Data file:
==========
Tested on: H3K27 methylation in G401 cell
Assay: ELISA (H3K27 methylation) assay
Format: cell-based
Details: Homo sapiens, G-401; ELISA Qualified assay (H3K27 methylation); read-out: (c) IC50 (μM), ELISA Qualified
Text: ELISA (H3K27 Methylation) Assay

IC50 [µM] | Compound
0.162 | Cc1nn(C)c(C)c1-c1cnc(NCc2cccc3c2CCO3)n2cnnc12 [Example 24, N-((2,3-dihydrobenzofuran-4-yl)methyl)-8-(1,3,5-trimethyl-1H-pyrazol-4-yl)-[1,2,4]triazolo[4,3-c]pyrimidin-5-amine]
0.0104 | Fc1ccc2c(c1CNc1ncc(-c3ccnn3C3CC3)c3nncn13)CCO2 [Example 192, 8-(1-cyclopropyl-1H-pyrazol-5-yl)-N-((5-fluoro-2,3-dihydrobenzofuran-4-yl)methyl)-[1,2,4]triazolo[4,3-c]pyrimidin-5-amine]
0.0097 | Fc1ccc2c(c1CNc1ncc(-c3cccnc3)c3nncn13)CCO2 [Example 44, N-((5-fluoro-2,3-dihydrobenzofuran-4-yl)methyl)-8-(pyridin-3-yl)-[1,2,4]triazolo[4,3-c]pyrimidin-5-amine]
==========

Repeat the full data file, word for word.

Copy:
Tested on: H3K27 methylation in G401 cell
Assay: ELISA (H3K27 methylation) assay
Format: cell-based
Details: Homo sapiens, G-401; ELISA Qualified assay (H3K27 methylation); read-out: (c) IC50 (μM), ELISA Qualified
Text: ELISA (H3K27 Methylation) Assay

IC50 [µM] | Compound
0.162 | Cc1nn(C)c(C)c1-c1cnc(NCc2cccc3c2CCO3)n2cnnc12 [Example 24, N-((2,3-dihydrobenzofuran-4-yl)methyl)-8-(1,3,5-trimethyl-1H-pyrazol-4-yl)-[1,2,4]triazolo[4,3-c]pyrimidin-5-amine]
0.0104 | Fc1ccc2c(c1CNc1ncc(-c3ccnn3C3CC3)c3nncn13)CCO2 [Example 192, 8-(1-cyclopropyl-1H-pyrazol-5-yl)-N-((5-fluoro-2,3-dihydrobenzofuran-4-yl)methyl)-[1,2,4]triazolo[4,3-c]pyrimidin-5-amine]
0.0097 | Fc1ccc2c(c1CNc1ncc(-c3cccnc3)c3nncn13)CCO2 [Example 44, N-((5-fluoro-2,3-dihydrobenzofuran-4-yl)methyl)-8-(pyridin-3-yl)-[1,2,4]triazolo[4,3-c]pyrimidin-5-amine]